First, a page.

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No Charges in DoubleTree Grand Key Resort Guest Death:  Hotels's Action - and Inactions -
Did not Meet the Standards of Gross Negligence
 
By Kyle Teal, Florida Keys Keynoter, MarathonMcClatchy-Tribune Regional News

May 5, 2007--Despite numerous blunders by DoubleTree Grand Key Resort staff that proved fatal for 26-year-old Thomas Lueders, Monroe County State Attorney Mark Kohl's office on Friday said the resort's actions cannot be considered criminal. Lueders, of Washington, D.C., died from carbon monoxide fumes Dec. 27. His father, Richard, was in the same room, No. 416, but was hospitalized and fully recovered in a day, according to a report from the state Fire Marshal's Office.

The two were discovered by Grand Key General Manager Steve Robbins, who attempted cardiopulmonary resuscitation on Thomas Lueders. Robbins later resigned.

Lueders' death spawned multiple lawsuits from other Grand Key customers who stayed on the fourth floor, where the boiler room is located. That room was found to be the source of the carbon monoxide that seeped into Room 416 and killed Lueders while he was reading in bed. The city pulled its certificate of occupancy and the 216-room resort was closed from Dec. 29 to March 1.

An investigative summary released by the State Attorney's Office is a compilation of reports from investigations conducted by the state Fire Marshal's Office and the Key West Police Department.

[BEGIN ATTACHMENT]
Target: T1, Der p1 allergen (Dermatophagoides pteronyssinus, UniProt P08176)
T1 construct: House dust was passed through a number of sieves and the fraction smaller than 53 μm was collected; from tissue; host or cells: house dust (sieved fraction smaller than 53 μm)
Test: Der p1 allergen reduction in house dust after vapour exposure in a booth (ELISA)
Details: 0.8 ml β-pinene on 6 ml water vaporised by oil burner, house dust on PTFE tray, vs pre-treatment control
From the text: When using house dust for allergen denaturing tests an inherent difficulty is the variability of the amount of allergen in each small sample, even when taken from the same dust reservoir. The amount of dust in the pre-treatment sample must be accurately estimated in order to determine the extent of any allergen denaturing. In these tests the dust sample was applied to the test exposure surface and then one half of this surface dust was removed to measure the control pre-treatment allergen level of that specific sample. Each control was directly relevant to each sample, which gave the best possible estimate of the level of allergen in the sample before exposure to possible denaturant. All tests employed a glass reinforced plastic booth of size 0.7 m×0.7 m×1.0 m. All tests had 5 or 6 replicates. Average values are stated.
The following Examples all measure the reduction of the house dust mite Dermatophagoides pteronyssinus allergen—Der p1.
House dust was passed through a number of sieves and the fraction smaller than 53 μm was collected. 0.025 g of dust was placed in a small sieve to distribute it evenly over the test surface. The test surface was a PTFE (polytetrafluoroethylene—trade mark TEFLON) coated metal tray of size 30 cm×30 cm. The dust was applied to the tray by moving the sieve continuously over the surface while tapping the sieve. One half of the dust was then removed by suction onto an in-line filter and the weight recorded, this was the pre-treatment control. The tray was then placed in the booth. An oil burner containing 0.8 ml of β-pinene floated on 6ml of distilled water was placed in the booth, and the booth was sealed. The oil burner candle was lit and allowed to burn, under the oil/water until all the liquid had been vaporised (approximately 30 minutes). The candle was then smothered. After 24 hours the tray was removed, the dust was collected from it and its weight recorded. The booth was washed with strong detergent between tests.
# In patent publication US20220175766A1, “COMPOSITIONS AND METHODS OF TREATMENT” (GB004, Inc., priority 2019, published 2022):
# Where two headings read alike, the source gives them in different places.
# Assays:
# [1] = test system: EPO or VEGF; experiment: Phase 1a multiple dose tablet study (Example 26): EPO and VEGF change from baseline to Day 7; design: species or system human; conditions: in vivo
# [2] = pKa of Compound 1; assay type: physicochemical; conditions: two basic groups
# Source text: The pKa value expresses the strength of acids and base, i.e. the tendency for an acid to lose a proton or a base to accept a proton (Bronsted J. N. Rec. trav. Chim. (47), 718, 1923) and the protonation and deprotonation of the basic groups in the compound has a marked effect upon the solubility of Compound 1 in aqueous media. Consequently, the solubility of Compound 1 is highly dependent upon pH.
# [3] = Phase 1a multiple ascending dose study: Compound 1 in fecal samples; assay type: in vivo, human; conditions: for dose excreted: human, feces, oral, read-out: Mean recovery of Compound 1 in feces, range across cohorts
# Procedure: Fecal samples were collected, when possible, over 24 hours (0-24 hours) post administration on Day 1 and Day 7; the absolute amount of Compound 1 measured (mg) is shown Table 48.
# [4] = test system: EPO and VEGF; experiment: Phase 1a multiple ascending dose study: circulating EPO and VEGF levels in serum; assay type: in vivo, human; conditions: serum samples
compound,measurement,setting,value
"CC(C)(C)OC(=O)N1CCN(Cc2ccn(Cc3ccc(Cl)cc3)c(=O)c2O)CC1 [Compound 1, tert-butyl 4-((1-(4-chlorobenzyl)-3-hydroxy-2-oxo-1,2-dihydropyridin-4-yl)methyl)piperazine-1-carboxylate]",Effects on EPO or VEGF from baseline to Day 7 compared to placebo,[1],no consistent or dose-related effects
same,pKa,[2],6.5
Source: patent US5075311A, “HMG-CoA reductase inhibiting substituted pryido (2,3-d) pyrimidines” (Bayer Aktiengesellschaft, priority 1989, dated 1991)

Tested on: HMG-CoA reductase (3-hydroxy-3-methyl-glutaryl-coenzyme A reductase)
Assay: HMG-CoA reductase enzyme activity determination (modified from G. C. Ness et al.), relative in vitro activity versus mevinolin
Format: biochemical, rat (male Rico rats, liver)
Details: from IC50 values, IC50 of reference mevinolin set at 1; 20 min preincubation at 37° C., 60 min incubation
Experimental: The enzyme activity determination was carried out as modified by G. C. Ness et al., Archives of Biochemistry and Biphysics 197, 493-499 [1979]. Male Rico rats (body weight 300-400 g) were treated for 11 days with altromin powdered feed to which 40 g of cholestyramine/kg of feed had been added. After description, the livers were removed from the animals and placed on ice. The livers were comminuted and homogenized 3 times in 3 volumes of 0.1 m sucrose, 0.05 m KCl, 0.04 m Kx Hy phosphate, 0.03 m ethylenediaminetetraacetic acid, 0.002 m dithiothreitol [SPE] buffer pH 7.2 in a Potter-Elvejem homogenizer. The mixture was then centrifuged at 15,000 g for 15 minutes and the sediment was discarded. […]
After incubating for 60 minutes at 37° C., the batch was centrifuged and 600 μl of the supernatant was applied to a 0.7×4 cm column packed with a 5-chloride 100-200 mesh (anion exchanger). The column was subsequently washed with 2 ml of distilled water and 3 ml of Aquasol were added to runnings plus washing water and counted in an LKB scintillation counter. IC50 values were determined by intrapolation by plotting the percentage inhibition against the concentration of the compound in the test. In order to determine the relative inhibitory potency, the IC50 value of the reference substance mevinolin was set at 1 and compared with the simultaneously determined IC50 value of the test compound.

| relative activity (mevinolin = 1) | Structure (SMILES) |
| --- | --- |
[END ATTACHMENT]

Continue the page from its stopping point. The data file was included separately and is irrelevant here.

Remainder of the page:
The findings:

-- State fire marshal "inspectors found no maintenance or inspection logs for the domestic water supply boilers. Inspectors also reported the boilers have never been inspected by state officials, as required by law."

-- "The vents to the door of the boiler room had been covered with plywood and sealed with silicon, which prevented fresh air from entering the boiler room."

-- The document also says the boiler room's exhaust pipe was altered, and "should be straight, at a certain height, and allow air to enter from 360 degrees. The exhaust pipe in place contained an elbow" and prevented proper exhaust, according to the report.

-- The fire marshal's report also explained the wall between the guest room and boiler room was improperly sealed.

Assistant State Attorney Val Winter described the incident as a "terrible tragedy," but said the resort's action - and inactions - did not meet the standards of "conscious intent to harm" or "gross and flagrant negligence."

Faulty repairs on the boiler room performed by resort staff would not be sufficient to bring the case before a grand jury according to Chief Assistant State Attorney Jeff Overby.

Prior to Lueders' death, Nathan, Jody and David Smith of Iowa stayed at the resort Dec. 21, and were later hospitalized for carbon monoxide poisoning at Lower Keys Medical Center. Winter said the Key West Fire Department concluded their carbon monoxide poisoning was a result of a trip the family took to the Dry Tortugas. The vessel the family took to the island, the Fast Cat II, had engine problems, causing the family's sickness, according to the fire marshal's report. After a police investigator met with the owner of the Fast Cat II, the investigator found no correlation between the family's poisoning and the engine complication, according to the police report. State Attorney's Office spokesman Matthew Helmerich said the engine problems created a reasonable doubt, and greatly limited the ability of investigators to prove the Smiths were poisoned at the hotel.

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Copyright (c) 2007, Florida Keys Keynoter, Marathon

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